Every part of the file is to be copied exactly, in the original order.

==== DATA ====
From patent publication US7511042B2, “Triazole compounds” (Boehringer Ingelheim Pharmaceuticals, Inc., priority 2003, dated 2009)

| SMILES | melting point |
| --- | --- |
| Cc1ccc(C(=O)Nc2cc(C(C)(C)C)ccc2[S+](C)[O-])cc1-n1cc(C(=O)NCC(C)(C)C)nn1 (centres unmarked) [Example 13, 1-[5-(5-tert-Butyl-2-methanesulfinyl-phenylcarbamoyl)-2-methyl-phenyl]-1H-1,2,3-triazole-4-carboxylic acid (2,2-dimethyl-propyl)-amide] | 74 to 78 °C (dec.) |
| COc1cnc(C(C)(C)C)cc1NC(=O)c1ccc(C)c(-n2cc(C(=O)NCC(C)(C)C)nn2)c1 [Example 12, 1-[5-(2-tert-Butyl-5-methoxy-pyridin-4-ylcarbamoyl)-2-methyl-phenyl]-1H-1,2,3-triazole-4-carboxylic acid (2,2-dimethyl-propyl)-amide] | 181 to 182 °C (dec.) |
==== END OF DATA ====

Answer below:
From patent publication US7511042B2, “Triazole compounds” (Boehringer Ingelheim Pharmaceuticals, Inc., priority 2003, dated 2009)

| SMILES | melting point |
| --- | --- |
| Cc1ccc(C(=O)Nc2cc(C(C)(C)C)ccc2[S+](C)[O-])cc1-n1cc(C(=O)NCC(C)(C)C)nn1 (centres unmarked) [Example 13, 1-[5-(5-tert-Butyl-2-methanesulfinyl-phenylcarbamoyl)-2-methyl-phenyl]-1H-1,2,3-triazole-4-carboxylic acid (2,2-dimethyl-propyl)-amide] | 74 to 78 °C (dec.) |
| COc1cnc(C(C)(C)C)cc1NC(=O)c1ccc(C)c(-n2cc(C(=O)NCC(C)(C)C)nn2)c1 [Example 12, 1-[5-(2-tert-Butyl-5-methoxy-pyridin-4-ylcarbamoyl)-2-methyl-phenyl]-1H-1,2,3-triazole-4-carboxylic acid (2,2-dimethyl-propyl)-amide] | 181 to 182 °C (dec.) |